Defending Linux against Wingots

The Linux community assumes technical competence as a criterion for membership
Written by Paul Murphy, Contributor
Yesterday I quoted a bit by someone named "Carlos" from a PC World forum in which he listed the following complaints about Linux:


  1. No readily available games and applications;


  2. No wealth of supported devices and drivers;


  3. No easy configuration


  4. No standardisation: "you know, where a patch looks like a patch, and is an EXE on all systems - not an RPM here, an APT there, a TAR there, etc, etc."


  5. Community technical arrogance: "Or user communities that don't bark "read the manual" without realizing that the manual is half finished, outdated, doesn't apply, and is wrong in some cases"


  6. Poor documentation: "because the people writing them often don't know how to write technical documents that are easy to follow"

So think about it, we're guilty on all counts, right?

Right, I think all of these charges are correct - except that none of them are.

Let me explain: from the perspective of a typical Windows only user or support worker - someone with no other computer related knowledge or experience - all of those charges are true. From RPMs to packages our terminology is inconsistent; from webmin to csh and -z our administrative tools are inconsistent; from doom to gloom our games inventory is limited, companies like Microsoft don't offer Linux drivers for their hardware, and we just don't write source code or manuals for use by the unskilled and unsupported.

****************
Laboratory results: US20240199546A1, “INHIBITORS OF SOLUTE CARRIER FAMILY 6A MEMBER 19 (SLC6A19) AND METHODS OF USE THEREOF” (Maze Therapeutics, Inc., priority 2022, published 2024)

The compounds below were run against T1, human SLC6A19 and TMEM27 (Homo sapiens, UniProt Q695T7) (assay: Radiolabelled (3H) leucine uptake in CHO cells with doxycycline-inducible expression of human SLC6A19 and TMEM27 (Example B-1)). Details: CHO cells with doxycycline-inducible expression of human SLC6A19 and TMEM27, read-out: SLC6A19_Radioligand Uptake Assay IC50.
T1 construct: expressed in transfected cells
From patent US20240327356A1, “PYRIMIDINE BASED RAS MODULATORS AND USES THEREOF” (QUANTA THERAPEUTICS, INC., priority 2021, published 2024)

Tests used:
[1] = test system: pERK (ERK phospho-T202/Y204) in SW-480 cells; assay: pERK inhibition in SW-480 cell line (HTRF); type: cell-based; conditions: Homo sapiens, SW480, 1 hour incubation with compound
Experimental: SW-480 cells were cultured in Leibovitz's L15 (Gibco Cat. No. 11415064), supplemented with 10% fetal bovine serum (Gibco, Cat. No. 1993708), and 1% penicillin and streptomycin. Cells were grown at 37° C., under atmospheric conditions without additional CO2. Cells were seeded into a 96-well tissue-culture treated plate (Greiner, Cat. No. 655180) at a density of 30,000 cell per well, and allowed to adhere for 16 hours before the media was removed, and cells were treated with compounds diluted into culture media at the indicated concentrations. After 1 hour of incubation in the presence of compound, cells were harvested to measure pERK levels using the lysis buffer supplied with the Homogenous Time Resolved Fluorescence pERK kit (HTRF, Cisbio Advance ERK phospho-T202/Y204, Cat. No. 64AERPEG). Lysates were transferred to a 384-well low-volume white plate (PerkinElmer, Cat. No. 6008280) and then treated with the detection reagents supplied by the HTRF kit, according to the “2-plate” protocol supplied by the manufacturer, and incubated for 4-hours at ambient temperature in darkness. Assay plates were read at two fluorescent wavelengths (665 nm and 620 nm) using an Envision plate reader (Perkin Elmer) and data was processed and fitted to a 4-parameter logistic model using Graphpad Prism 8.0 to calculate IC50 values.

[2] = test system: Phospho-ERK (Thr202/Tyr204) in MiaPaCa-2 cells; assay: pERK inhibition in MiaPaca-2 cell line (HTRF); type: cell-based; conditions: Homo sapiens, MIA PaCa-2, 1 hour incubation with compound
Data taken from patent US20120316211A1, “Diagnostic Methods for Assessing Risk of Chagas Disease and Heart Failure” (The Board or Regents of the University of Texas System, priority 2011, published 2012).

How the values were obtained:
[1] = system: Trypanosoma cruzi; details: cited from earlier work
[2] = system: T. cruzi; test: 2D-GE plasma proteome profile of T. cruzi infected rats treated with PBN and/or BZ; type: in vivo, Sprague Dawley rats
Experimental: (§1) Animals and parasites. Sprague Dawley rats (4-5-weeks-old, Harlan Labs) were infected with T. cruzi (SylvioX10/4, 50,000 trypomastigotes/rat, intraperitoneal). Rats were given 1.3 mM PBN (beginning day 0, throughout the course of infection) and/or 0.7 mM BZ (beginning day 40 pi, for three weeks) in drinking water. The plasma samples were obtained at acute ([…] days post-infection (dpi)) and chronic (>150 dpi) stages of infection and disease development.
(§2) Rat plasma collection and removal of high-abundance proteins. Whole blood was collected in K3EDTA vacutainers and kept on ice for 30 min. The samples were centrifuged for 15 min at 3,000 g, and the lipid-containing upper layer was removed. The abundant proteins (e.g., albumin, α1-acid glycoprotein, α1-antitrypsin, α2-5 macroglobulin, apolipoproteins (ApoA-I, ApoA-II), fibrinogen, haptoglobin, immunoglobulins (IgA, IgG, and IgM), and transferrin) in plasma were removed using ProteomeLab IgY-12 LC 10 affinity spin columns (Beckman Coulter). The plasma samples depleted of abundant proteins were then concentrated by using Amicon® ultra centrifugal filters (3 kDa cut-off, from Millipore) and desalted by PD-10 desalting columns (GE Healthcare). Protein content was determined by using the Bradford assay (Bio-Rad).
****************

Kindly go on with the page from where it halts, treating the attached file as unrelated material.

So, obviously guilty on all counts, right?

Well, no. Now if this were a serious, academic response I'd be producing parallels to democracy here and pointing out that what's wrong with Linux from the perspective of the people who say this kind of thing is that it imposes a need to learn, and a need to make reasoned choices - but since it's not, let me offer a more simple minded response instead. The Linux community assumes technical competence as a criterion for membership, and an MCSE who licenses Linux from Red Hat and pays IBM to put it in and get it running, isn't a Linux community member: at best he's a welcome supporter, at worst he's a relatively harmless parasite.

Remember the basic goal for which Linux was created? To provide "a free Unix for the 386", right? Well, that goal's been met - and the fact that people keep making the product better enables companies like IBM and Red Hat to be about money - selling themselves as interfaces between the Linux community and the non technical world. Good for them, but lets not confuse them or their customers with the Linux community; and if "carlos" has a problem with that - well, somebody should give him Red Hat's IVR hold number.

You know those jaw dropping moments of gaping astonishment that ought to make it into some journal of irreproducible gall? here's one: an inherited employee originally from the Honduras but working in Calgary filed a formal grievance because he'd been reprimanded for failing to carry out instructions sent him by email. And the basis for the grievance? the emails were in English, and he thought his inability to understand English should excuse him.

So my bottom line is simple: I speak Unix, and I don't care if my patch or application comes as a tar file, an RPM, a pkg, or an executable shell file: I just want it to work, and it usually does - even if I have to correct some idiotic, and clearly artificial, coding error before I can compile it. I know what that's about, and so do you -and if "Carlos" hasn't a clue, he can either go back to school or take it up with IBM.

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